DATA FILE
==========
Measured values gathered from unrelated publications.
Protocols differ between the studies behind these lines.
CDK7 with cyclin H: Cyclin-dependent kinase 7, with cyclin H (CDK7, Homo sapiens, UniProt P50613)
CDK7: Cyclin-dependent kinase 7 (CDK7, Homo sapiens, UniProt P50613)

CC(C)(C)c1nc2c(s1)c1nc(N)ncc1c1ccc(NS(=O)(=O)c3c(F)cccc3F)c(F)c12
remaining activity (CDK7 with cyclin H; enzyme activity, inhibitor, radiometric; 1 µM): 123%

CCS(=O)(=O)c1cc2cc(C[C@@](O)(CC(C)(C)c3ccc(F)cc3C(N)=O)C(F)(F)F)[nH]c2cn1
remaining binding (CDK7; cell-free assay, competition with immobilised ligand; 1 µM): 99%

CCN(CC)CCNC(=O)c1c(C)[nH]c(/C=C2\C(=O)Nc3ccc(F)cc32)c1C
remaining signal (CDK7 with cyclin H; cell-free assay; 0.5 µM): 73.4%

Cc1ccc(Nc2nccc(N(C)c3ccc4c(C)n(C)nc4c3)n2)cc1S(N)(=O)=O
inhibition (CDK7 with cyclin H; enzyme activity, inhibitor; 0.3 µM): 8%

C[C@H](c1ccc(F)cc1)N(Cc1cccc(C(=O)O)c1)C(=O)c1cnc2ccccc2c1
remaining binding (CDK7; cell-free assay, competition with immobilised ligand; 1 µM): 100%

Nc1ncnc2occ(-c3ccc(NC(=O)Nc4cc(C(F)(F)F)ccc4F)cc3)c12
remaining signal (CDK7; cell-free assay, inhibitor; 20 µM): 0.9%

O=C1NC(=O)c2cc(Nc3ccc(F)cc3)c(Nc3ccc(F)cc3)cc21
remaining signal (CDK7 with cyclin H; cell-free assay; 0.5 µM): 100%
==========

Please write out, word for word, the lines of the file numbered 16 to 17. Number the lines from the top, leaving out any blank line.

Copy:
remaining signal (CDK7; cell-free assay, inhibitor; 20 µM): 0.9%

O=C1NC(=O)c2cc(Nc3ccc(F)cc3)c(Nc3ccc(F)cc3)cc21